RP: So the hand off in terms of certain values, the basic tenets of the solidarity movement, that whole notion of interconnection and intersecting movements was lost, we lost a lot of that. I don’t think we have analyzed the huge impact that the loss of that generation has had on the movement and where we are now. I can think of Frank Mendiola who was a farm worker child. He was raised in the farms and he became a union activists. He was the one who organized the Gay and Lesbian Center. He was like 24 and he was organizing the biggest LGBT institution. So that is part of my history. In the late 80’s I founded VIVA along with other friends. That was basically and LGBT artists organization.
GN: And then you are a founder of HONOR PAC too?
RP: No, I am not a founder of HONOR PAC. I am on the advisory board.
GN: Oh OK.
RP: The main thing about VIVA is that so many of our gay brothers were dying that we created that organization to make sure that we kept their art and memories alive. One of the impetus for that is that so many gay Latino men were dying we got Latinas and Latinos involved and to really promote our art and the expanded consciousness that comes along with that. So that went on for like four or five years. Then I went to work at the AIDS Healthcare Foundation. I was the vice president and chief of operations. Between being a consultant and a full time employee, I was there about eight years. And then I went to La Clinica Monseñor Oscar Romero. I was the Executive Director there. I was the E.D. for four and a half years. After that I started my philanthropic work with the foundations. I became the senior program officer at the California Endowment. Now I have been appointed as the next Executive Director of Equality California.
GN: Well that is quite the story.
RP: It’s a lot.
GN: The Prop 8 campaign did not turn out the way we wanted it to. I am curious what you were able to do at that time. How were you able to help?
RP: I think I am one of those people who wish we had done more. I also know that there were a lot of blind spots. Things that campaign could have done a lot better. We all have learned a lot of lessons from that. I think that one of the lessons we learned was that we have to talk to the people. You know we can’t do these things in a vacuum. WE have to have these one to one conversations in all kinds of community and all kinds of languages. We also have to understand that our opponents are very organized and very powerful and they have a lot of money. They have basically built in infrastructure of churches that are not on our side that they can turn on and turn off. So I was one of those people who was not as involved.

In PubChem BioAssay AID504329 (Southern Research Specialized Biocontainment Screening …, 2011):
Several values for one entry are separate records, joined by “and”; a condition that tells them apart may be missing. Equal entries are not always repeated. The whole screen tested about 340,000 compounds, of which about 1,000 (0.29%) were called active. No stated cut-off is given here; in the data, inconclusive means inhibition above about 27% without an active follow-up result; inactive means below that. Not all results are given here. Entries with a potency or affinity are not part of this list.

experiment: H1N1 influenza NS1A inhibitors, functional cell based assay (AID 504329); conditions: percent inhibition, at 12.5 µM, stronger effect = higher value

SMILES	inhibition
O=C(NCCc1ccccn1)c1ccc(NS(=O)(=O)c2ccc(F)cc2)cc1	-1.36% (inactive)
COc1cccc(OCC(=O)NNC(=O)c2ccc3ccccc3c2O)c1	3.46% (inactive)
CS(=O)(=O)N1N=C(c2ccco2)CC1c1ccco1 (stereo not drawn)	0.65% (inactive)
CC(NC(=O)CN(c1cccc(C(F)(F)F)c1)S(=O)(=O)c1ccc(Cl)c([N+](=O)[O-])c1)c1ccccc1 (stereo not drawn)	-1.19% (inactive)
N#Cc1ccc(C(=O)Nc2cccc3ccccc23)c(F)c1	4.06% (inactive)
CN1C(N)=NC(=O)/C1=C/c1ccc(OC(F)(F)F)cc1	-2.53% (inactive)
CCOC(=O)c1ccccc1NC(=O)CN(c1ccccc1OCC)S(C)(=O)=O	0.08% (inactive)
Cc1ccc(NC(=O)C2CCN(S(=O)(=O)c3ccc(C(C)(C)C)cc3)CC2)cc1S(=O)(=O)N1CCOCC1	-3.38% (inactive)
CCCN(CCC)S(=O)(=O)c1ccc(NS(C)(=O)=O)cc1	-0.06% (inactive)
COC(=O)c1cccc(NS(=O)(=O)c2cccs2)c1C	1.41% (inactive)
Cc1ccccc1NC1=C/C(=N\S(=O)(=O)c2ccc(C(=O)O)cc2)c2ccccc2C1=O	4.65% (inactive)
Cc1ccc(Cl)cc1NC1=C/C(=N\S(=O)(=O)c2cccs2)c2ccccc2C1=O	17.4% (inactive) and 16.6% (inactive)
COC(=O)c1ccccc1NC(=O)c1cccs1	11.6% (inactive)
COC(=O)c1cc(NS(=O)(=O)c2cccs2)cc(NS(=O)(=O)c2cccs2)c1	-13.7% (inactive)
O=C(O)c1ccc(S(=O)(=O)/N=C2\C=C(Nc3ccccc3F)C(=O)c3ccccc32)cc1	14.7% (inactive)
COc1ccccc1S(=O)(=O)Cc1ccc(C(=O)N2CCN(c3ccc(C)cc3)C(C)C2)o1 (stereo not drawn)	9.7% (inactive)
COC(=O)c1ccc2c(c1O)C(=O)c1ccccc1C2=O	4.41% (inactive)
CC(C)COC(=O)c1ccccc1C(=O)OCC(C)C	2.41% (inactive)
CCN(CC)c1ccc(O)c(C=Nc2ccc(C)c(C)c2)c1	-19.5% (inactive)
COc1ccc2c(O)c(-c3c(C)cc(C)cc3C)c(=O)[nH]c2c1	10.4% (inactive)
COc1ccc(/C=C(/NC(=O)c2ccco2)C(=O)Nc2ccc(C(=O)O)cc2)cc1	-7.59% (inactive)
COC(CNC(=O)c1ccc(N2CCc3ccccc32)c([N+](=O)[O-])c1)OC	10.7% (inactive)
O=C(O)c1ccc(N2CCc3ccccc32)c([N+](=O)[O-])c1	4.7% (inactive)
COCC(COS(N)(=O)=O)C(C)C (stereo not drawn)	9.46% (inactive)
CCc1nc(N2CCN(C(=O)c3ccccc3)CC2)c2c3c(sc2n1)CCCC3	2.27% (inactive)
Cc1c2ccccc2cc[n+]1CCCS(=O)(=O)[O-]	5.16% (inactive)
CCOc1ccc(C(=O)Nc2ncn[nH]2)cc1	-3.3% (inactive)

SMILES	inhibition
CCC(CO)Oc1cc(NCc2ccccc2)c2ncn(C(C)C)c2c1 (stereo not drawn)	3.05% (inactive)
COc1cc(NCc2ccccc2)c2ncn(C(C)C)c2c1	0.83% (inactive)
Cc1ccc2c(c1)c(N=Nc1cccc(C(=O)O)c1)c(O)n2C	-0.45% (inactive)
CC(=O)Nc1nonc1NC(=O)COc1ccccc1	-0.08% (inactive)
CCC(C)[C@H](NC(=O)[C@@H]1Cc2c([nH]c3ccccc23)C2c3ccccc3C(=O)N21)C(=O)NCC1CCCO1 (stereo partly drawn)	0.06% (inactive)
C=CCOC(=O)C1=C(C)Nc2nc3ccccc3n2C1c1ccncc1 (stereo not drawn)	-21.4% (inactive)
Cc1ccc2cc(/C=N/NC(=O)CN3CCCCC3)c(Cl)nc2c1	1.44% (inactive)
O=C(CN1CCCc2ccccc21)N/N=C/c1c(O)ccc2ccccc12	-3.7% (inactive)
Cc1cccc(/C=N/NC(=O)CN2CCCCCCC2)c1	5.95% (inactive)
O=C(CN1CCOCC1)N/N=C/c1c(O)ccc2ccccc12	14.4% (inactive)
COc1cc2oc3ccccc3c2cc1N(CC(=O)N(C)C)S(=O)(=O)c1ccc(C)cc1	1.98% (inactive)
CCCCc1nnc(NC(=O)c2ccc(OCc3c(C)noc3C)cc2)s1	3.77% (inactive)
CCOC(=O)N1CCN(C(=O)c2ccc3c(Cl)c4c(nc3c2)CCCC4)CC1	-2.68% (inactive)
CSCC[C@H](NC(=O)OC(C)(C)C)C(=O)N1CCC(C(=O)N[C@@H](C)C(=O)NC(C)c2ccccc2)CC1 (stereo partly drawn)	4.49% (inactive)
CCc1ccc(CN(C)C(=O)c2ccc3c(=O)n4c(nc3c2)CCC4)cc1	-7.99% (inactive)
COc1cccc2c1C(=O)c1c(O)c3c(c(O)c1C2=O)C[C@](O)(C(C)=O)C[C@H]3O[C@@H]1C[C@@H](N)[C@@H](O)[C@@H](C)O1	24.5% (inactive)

I think it is important to acknowledge that. I gave some money and made some phone calls. I remember on election day I was educating voters. It was outside the voting booths within the legal limits. I was out there for about 10 hours. At the end of the day, they wanted to arrest me. I was definitely involved.
I was involved in the Obama campaign. I went to Nevada to knock on doors. I was involved in the Obama campaign a lot more than the Prop 8 campaign.
GN: Just in terms of my own experience, I have to say that this campaign definitely scarred me. I have to say this was because of the really bad treatment I got from Equality California - and I mean really bad treatment. Here I was running a hunk of the campaign here in San Jose, got talked to like I was a dog. Talked to incredibly disrespectfully, couldn’t get any resources. I would get resources from people in other counties. I would drive to Santa Cruz to get yard signs. You know that is now way to run a campaign. There was an evening when some of the labor folks had brought hotel maids to help with phone banking. We did not have a Spanish script. So they were reduced to emptying the garbage cans and cleaning up. I was crying and crying and crying that night. I still apologize to the union people for that. Then campaign staff person says that they have to check on any scripts to make sure they are culturally competent. Of course! My response in my head though was 'fuck you, fuck you for treating my folks like this'. I worked with Luis Lopez [currently a candidate for state Assembly] to get window signs in Spanish. We generated these signs and offered to folks in San Francisco. We also got them done in Vietnamese, too. We got them out all through San Jose. I offered them to San Francisco and never heard a word. Nothing.
RP: That should have never happened.
RP: Those are stories of things that should have never happened. By the way, my activism was with HONOR PAC, not necessarily with the bigger campaign.
GN: But why did HONOR PAC have an office in LA, the were the only ones with an office in LA?
RP: They got some space from Supervisor Gloria Molina.
GN: I know but I am just saying that the campaign never opened up anything in LA.
RP: Correct. There was a relationship. If we go back in 2012, which is going to be a daunting task, these things need to be in place.* Gloria Nieto is a Latina lesbian blogger. She writes for the San Francisco Gate, in the Chronicle's blogger section, City Brights. Gloria lives in Northern California with her esposa, three dogs and three cats. She is looking forward to having a job before she is eligible for social security